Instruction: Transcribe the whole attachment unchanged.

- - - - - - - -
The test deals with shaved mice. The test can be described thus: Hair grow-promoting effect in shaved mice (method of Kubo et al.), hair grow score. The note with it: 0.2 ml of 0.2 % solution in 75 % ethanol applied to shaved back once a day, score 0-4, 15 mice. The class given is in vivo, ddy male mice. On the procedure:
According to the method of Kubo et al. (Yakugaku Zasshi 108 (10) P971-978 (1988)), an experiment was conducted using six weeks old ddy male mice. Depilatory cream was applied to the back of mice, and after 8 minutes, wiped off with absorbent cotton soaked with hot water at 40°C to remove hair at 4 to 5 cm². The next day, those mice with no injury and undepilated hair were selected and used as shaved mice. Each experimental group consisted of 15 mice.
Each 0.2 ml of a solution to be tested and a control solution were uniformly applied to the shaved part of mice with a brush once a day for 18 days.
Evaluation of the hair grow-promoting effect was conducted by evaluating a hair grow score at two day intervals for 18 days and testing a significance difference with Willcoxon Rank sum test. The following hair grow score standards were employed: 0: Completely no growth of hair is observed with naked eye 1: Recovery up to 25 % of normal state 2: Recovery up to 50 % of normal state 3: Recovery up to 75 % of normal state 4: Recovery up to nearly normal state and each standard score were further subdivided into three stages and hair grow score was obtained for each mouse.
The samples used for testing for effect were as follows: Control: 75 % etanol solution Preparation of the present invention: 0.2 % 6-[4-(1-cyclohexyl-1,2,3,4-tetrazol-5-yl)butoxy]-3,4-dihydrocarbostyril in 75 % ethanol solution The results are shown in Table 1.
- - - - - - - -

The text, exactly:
The test deals with shaved mice. The test can be described thus: Hair grow-promoting effect in shaved mice (method of Kubo et al.), hair grow score. The note with it: 0.2 ml of 0.2 % solution in 75 % ethanol applied to shaved back once a day, score 0-4, 15 mice. The class given is in vivo, ddy male mice. On the procedure:
According to the method of Kubo et al. (Yakugaku Zasshi 108 (10) P971-978 (1988)), an experiment was conducted using six weeks old ddy male mice. Depilatory cream was applied to the back of mice, and after 8 minutes, wiped off with absorbent cotton soaked with hot water at 40°C to remove hair at 4 to 5 cm². The next day, those mice with no injury and undepilated hair were selected and used as shaved mice. Each experimental group consisted of 15 mice.
Each 0.2 ml of a solution to be tested and a control solution were uniformly applied to the shaved part of mice with a brush once a day for 18 days.
Evaluation of the hair grow-promoting effect was conducted by evaluating a hair grow score at two day intervals for 18 days and testing a significance difference with Willcoxon Rank sum test. The following hair grow score standards were employed: 0: Completely no growth of hair is observed with naked eye 1: Recovery up to 25 % of normal state 2: Recovery up to 50 % of normal state 3: Recovery up to 75 % of normal state 4: Recovery up to nearly normal state and each standard score were further subdivided into three stages and hair grow score was obtained for each mouse.
The samples used for testing for effect were as follows: Control: 75 % etanol solution Preparation of the present invention: 0.2 % 6-[4-(1-cyclohexyl-1,2,3,4-tetrazol-5-yl)butoxy]-3,4-dihydrocarbostyril in 75 % ethanol solution The results are shown in Table 1.